This solar charger that's gone viral is a genius way to make use of the sun's energy on a micro scale

Want to live more sustainably and save money in the process? This solar charger is the solution

A solar panelled charger with a cable plugged in
(Image credit: Grouphug)

In our modern world, life can feel like a constant battle to keep the battery topped up on all your devices. As soon as one beeps with a critically low notification and you plug it in, another enters the red danger zone - probably just before you plan to head out with it, too. Keeping all your devices comfortably charged at once isn't easy, but there is a way to relieve some of the pressure on your plug sockets and your ever-increasing energy bill, and it comes in the form of a wireless window solar charger. 

We're all looking for more ways to achieve sustainable living and save money in the process, so it's no surprise that the window solar charger from Grouphug has taken social media by storm. Not only does it help your cut costs on your electricity bill, but it's the cheapest way to make use of solar energy without forking out on huge installation costs, making it an easy win for renters. If you wanted, you could even use it to power your devices on the go, too. 

The catch? The popular piece of tech has proved itself so desirable that it's currently sold out completely. We're certain you'll want to join the waiting list for when it's back in stock though, and here we'll tell you how. 

A solar panelled charger hanging in a window

(Image credit: Grouphug)

Harnessing the sun's energy through solar is one of the best ways to save energy and lower our carbon footprint, but solar panel installation can be extremely costly. For the most part, it's also reserved for homeowners rather than renters, making it difficult for the younger, eco-conscious among us to embrace renewable energy - but not with this clever new innovation it isn't.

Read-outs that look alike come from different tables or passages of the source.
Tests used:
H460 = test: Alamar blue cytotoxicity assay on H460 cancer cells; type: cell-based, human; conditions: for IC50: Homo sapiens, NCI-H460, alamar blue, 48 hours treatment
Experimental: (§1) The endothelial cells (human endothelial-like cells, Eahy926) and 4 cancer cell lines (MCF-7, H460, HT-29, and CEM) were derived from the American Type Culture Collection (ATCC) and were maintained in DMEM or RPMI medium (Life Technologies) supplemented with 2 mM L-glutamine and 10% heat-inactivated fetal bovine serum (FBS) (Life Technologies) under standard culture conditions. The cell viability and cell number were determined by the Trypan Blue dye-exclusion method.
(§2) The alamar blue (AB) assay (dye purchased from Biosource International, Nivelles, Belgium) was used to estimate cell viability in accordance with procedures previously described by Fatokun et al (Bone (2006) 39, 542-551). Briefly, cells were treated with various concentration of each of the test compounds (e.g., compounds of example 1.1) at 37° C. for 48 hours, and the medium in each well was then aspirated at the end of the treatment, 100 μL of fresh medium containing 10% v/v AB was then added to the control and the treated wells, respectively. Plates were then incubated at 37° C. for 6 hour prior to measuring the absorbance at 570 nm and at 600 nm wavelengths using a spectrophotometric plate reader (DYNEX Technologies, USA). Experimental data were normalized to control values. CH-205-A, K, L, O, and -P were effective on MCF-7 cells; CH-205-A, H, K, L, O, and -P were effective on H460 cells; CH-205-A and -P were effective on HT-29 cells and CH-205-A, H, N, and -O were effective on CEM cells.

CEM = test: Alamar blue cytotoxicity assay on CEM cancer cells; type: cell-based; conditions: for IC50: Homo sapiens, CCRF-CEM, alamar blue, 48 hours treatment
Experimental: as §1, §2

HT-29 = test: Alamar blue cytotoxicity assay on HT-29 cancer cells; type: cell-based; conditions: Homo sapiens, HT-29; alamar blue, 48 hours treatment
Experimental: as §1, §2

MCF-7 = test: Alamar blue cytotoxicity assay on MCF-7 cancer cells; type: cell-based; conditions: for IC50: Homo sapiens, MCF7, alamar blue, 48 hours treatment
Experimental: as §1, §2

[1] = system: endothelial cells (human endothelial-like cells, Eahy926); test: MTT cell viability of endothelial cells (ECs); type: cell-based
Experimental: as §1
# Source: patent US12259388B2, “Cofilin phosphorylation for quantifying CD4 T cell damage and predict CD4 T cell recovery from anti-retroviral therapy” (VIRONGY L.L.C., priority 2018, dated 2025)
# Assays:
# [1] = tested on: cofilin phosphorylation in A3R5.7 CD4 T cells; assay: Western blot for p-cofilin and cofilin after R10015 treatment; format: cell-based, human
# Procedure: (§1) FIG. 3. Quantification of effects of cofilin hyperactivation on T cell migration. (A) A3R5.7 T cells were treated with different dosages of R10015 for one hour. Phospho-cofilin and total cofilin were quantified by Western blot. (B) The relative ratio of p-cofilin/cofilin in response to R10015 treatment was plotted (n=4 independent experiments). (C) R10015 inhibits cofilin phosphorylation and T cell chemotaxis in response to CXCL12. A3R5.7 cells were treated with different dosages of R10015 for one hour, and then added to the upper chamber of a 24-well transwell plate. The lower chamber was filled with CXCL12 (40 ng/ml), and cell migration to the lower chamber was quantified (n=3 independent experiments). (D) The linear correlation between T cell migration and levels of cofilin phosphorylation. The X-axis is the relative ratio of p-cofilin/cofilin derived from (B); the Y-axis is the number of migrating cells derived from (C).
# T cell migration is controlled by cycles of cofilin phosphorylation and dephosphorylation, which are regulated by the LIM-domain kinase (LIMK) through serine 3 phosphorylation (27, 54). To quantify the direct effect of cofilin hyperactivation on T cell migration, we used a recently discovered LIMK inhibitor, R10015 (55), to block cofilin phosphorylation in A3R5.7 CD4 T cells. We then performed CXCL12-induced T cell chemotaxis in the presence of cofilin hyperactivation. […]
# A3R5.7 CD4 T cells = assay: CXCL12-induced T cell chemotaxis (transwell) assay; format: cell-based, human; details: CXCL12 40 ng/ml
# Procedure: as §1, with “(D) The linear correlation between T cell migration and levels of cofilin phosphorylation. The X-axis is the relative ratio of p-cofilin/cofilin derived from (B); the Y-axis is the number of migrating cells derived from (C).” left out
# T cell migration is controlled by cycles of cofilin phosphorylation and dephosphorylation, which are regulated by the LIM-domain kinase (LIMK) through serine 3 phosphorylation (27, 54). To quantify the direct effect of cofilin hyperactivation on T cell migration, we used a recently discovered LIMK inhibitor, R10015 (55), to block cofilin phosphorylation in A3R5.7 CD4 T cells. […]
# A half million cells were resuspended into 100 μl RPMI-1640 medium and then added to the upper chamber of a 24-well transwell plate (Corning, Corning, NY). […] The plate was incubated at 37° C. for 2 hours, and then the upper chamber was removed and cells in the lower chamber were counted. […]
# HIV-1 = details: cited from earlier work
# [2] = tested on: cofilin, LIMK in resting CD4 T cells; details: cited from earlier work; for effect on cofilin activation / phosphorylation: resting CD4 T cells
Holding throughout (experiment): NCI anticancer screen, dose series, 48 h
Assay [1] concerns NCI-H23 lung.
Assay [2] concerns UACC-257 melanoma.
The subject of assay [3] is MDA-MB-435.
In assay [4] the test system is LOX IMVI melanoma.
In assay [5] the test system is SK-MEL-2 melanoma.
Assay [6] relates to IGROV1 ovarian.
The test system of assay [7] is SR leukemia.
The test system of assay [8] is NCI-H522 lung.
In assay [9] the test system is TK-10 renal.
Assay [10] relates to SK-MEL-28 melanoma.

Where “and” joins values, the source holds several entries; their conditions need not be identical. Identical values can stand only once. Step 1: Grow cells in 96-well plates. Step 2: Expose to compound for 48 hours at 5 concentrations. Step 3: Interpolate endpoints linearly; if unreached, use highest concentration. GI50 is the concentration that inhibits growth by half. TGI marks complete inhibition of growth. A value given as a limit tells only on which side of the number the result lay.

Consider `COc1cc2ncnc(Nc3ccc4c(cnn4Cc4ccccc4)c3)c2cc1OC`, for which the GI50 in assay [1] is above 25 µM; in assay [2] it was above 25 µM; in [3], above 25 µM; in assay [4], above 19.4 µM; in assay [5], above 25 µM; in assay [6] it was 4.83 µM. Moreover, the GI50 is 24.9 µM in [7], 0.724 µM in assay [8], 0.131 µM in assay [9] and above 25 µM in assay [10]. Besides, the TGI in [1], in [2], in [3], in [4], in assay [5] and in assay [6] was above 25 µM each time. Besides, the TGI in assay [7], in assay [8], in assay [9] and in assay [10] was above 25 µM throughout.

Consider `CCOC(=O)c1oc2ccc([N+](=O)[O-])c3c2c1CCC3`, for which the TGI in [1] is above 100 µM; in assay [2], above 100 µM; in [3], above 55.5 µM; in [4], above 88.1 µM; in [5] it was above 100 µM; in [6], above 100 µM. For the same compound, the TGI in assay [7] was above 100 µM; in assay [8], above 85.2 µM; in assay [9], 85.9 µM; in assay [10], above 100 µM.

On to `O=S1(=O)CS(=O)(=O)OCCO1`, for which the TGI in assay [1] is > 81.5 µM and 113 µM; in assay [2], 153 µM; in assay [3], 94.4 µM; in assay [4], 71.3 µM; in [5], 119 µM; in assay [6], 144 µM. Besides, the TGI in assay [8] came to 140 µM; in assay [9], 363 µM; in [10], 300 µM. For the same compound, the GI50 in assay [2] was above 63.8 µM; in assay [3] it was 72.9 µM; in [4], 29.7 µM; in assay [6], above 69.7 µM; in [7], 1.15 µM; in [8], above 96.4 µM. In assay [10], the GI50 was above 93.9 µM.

Developed by New York City-based tech company Grouphug - and featured on Shark Tank - this clever window solar power charger is super simple to use. Measuring 13” x 10” x 1.25", it's designed to hang in your window with the use of a suction cup hook and comes with a built-in indicator light so you know how much it's charged. It's also encased in transparent, durable plastic so that you can see the solar tech at work inside, and made to be 100% repairable so you can feel truly satisfied with your sustainability efforts. 


♬ the other side - Trey Phills

So, how does it work? The 10W solar panel encompasses a built-in rechargeable battery, so all you need to do is hang the device in your window where you then leave it to soak up eight to ten hours of direct sunlight. At the end of the day, you have a fully charged battery that’s capable of powering your small devices, including phones, portable speakers, and smartwatches through the USB port at the bottom.

Intrigued? Chances are you're already keen to get your hands on one, but alas, so is everyone else. The charger is currently out of stock on Grouphug's site, but you can sign up to be notified once it's back in stock by joining the waiting list here. The charger will set you back $149, but it's a worthy investment if you're keen to cut energy costs, especially with them rising rapidly year on year. And for the sake of doing your bit to save the planet, we'd say it's certainly worth it. 

Can't wait for restock? Here are 3 alternative solar chargers we love

Color & Trends Editor

Lilith Hudson is the Color & Trends Editor at Livingetc. Writing news, features, and explainers for our digital platform, she's the go-to person for all the latest micro-trends, interior hacks, and color inspiration you need in your home. Lilith discovered a love for lifestyle journalism during her BA in English and Philosophy at the University of Nottingham where she spent more time writing for her student magazine than she did studying. After graduating, she decided to take things a step further and now holds an MA in Magazine Journalism from City, University of London, with previous experience at the Saturday Times Magazine, Evening Standard, DJ Mag, and The Simple Things Magazine. At weekends you'll find her renovating a tiny one-up, one-down annex next to her Dad's holiday cottage in the Derbyshire dales where she applies all the latest design ideas she's picked up through the week.